Considered workable, the format has been in place since 1987 for the majority of offshore petroleum and gas wells controlled by the Commonwealth Government. Known as the Petroleum Resource Rent Tax (PRRT), for its operating period it has performed well, yet experience during this time has provided opportunity to review its function and suggest that slight changes would allow for efficiency gains (Hogan, 2003. p59) .

Lastly, the Henry Review suggested the use of RRT, from which the Commonwealth Government is to introduce the Mineral Resource Rent Tax (MRRT) to replace royalties, aimed at coal and iron ore with a 30% rate on economic rent effective from July 2012.

Switzerland, obtains 55% of its energy from large hydro electric generation facilities, the remainder is 40% nuclear and the final 5% from municipal waste thermal and renewable sources. The authors note that contemporary taxation by the Cantons (unified councils) is based upon a fixed fee for each kW of gross capacity, irrespective of consequential energy usage and so resource (water) consumption. Tax on water usage is purely a means of returning funds back to the community, the format provides between 10 – 20 % of total revenue for the Cantons. Although there is no issue with the taxation format, the efficiency of the process is being questioned.

The current system of taxing kW capacity is not sympathetic to the differential cost structure of the various generators as they do not share similar characteristics, some are continuous run of river low capacity units, others such as the Bieudron Power Station that are stored capacity at very large elevation also have large turbine capacity and from an engineering perspective provide for higher machine efficiency, yet are penalised by the incumbent tax system.

Banfi et al. consider the benefit of using a tax on the water resource scheme and although mention the possibility of various schemes place emphasis on Garnaut and Clunies Ross's Resource Rent Tax (RRT). Stating that it is linked to the resource being exploited, strengthening competitiveness of the generators, as well as being neutral to investment as it does not discourage capacity increases or efficiency improvements (Banfi et al, 2010).

Mineral resources have been defined into energy minerals and mineral ores (inclusive of uranium). Community ownership of these minerals along with Governmental licensing and so control, were then explained so ensuring that a firm understood its obligations with respect to resource extraction, subsequent sale and collection of economic rent. Taxation methods were then embraced and considered with reference in particular to stability and neutrality. From this, it was shown that the Resource Rent Tax (RRT) fares best under most conditions.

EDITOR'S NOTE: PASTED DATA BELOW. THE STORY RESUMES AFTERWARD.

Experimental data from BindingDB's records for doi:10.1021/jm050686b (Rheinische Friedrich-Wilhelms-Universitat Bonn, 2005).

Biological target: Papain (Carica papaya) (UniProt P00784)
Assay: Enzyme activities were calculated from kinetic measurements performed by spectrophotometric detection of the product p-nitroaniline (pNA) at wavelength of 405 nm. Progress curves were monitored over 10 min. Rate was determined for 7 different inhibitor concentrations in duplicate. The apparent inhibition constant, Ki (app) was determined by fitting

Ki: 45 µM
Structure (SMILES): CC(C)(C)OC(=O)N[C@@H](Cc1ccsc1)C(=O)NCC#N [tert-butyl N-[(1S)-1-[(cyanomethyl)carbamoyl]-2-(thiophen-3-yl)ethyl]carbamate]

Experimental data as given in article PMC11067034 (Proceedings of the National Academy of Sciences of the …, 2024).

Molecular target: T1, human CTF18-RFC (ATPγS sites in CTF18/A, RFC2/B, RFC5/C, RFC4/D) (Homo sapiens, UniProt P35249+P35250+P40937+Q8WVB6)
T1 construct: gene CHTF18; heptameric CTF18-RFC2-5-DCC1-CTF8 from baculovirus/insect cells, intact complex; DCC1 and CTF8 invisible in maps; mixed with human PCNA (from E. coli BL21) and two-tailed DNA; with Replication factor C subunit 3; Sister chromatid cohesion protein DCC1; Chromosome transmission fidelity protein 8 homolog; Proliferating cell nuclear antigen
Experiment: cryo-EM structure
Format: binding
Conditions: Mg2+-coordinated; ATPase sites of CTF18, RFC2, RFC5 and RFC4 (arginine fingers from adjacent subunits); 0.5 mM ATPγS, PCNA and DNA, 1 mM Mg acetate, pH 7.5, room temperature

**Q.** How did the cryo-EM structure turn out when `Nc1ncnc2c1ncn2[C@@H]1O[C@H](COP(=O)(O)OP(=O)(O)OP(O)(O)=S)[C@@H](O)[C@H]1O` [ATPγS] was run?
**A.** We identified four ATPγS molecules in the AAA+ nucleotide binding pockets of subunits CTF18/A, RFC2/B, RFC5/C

The RRT has been used in various forms directly within the energy sector. In this vein, three were noted, the PRRT used by the Commonwealth Government over the last twenty years that has provided considerable positive experience. The contemporary Henry Review of Australia’s tax system made reference to use of a RRT with the coal and iron ore mining, with which the Commonwealth Government has now established the Mineral Resource Rent Tax. The presentation of the Swiss hydro- electric system with the authors explicitly emphasising the benefits of the Garnaut and Clunies Ross's RRT applied to the water resource, in place of the outdated taxation of generator capacity

The arguments in conjunction with the cited examples suggest that considerable merit may be attributed to the use of the RRT, not just within the energy sector but with diverse mineral extraction projects and one which provides balanced benefits to the participants in the energy sector and the Commonwealth Government.

Banfi, S., Filippini, M., 2010, resource rent taxation and benchmarking – A new perspective for the Swiss hydropower sector. Energy Policy issue 38, Dec 2009, pp 2302-2308

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Freebairn, J., Quiggin, J., Feb 2011, Special taxation of the Mining Industry, School of Economics and Political Science, Queensland University

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Sinner, J., Scherzer, J., 2010, The public interest in resource rent. Sourced 5th April 2012

Tomaras, J., March 2012, Minerals Resource Rent Tax Bill 2011. Parliament of Australia, Department of Parliamentary services, Law and Bills Digest section